Five Countries That Speaks Igbo Language

Nigeria is the only country that comes to mind when we hear people speaking Igbo language, Though they have their highest population in Nigeria, nevertheless there are countries other than Nigeria that speaks Igbo language and there are about seven of them. In this article, five of the countries are discussed. Stay with me to the end as I do not only highlight these countries but also talked about how the Igbo language was introduced into them.


The southeastern Nigeria, homes the Igbo people in Nigeria. It is divided by the lower Niger River into two unequal sections geographically. They are the third largest ethnic group in Nigeria, and one of the largest in Africa, of which they form less than 20% of the total Nigerian population. They are natives of five states in Nigeria, which includes Imo State, Ebonyi State, Anambra State, Abia State, and Enugu State.

The Igbo people are believed to be the most dispersed ethnic community in Nigeria. This is evident, as famous African-American figures have claimed to be of Igbo origin. It all started during the slave trade many years ago. These famous figures include Paul Robeson, Forest Whittaker, Blair Underwood and Bishop T.D. Jakes to mention a few.

About 97% of them practice Christianity, an Abrahamic monotheistic religion, based on the lifestyle and teachings of Jesus Christ. This makes Christianity their major religion. Few of them also practice Odinani, Islam, and Judaism.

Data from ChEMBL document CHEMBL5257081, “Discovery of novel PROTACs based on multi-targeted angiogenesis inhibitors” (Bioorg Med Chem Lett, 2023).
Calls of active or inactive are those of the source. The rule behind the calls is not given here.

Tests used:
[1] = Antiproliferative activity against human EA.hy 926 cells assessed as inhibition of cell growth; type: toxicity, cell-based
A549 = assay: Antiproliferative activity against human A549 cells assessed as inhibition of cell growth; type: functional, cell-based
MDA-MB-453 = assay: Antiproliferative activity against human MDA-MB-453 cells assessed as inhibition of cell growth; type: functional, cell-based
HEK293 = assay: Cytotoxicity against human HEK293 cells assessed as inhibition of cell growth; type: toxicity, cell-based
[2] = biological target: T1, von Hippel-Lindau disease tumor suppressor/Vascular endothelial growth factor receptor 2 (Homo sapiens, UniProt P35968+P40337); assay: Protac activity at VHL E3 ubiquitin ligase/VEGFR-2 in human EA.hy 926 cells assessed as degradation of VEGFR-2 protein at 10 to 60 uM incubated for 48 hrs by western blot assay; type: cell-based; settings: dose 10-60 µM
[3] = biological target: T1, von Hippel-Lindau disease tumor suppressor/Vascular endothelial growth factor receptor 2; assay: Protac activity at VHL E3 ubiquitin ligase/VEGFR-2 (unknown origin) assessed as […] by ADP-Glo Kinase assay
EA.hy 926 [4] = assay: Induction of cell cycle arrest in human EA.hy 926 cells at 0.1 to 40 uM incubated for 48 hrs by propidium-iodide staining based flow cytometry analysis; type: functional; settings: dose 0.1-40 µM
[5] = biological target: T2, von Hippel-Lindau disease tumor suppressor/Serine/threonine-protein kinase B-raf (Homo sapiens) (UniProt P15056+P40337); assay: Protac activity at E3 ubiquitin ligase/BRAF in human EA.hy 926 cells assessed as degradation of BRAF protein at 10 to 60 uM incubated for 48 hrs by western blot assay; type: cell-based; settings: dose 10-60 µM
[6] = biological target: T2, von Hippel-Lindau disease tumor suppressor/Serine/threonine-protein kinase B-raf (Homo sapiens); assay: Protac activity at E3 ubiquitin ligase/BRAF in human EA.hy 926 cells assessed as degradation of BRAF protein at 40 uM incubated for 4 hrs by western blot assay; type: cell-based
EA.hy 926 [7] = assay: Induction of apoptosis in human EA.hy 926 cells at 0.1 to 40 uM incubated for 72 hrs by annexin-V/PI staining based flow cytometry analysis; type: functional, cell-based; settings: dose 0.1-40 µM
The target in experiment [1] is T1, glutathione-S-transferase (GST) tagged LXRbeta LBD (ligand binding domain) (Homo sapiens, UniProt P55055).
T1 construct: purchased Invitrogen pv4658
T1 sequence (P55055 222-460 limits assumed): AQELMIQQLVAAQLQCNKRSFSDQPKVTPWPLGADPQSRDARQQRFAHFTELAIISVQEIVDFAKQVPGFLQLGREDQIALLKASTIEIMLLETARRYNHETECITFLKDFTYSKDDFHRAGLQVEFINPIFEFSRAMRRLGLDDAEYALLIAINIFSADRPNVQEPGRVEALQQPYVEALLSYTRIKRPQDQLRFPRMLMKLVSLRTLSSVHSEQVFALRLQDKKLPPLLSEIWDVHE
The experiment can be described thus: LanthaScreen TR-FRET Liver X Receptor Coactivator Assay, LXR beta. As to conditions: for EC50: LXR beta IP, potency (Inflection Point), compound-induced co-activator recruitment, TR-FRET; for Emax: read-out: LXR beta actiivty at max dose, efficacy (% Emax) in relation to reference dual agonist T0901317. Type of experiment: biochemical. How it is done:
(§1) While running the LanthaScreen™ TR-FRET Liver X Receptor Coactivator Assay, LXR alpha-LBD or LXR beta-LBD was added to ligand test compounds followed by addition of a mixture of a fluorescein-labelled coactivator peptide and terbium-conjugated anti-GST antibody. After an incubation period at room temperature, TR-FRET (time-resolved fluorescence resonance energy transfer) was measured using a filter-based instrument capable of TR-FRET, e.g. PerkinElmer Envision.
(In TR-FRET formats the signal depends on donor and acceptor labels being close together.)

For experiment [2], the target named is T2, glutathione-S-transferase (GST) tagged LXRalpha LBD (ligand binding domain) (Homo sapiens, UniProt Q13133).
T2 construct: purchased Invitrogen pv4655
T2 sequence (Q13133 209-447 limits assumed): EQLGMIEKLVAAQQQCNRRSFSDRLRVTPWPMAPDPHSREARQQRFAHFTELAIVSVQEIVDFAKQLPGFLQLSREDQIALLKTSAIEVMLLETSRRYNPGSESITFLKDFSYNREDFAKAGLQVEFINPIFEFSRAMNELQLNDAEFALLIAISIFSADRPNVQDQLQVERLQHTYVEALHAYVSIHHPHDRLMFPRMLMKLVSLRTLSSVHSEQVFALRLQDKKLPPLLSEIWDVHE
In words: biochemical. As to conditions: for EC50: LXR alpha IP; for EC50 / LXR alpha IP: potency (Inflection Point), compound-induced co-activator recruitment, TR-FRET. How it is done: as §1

Yam is an important crop for the Igbo people in Nigeria which they termed as “King Of All Food”. At the end of every raining season, they hold a festival, called the New Yam Festival, to celebrate the harvest of the crop. This is a cultural practice, which they hold every year.

Another notable event, celebrated by the the Igbo people in Nigeria is the Masquerade Festival, natively called ‘Mmanwu’. It serves as a form of entertainment mainly during the harvest seasons.


It may interest you to know that the first president of Sierra Leone was an Igbo man by the name Christopher Okoro Cole. He was made the president on April, 1971. Before Christopher Okoro Cole was made president, he served as the Governor-General of Sierra Leone. Again in 1992, an Igbo man became the Military Head of State of Sierra Leone.

In 1957, an Igbo ex-slave, Simon Jonas wrote the first manuscript written in Igbo language, titled ‘Isoama-Ibo Premier’. This book was written and published in Sierra Leone for emancipated slaves from Igboland. Simon Jonas wrote the book, but it was published by the Yoruba ex-slave, Samuel Ajayi Crowther, after they were shipped to Sierra Leone from Lagos.

It should be noted that Sierra Leone served as home to freed slaves, after slave trade was abolished. It was mapped out and named by the Portuguese in 1462. In 1807, the British had organized a colony for ‘Black Loyalists’ at free town, which became the capital of Sierra Leone.


The origin of the Igbo people in Brazil dates back to the time Brazil obtained 37% of all African slaves. According to records, 4 million slaves were sent to Brazil. During this time, slavery was a mainstay of the Brazilian economy, especially in mining and sugar cane production.

Slaves from some parts that later made up Nigeria were also sold to Brazil. Many of which were the Yoruba people. The Igbo people also formed a big number of slaves sent to Brazil. This was how the Yoruba slaves and Igbo slaves were introduced into Brazil.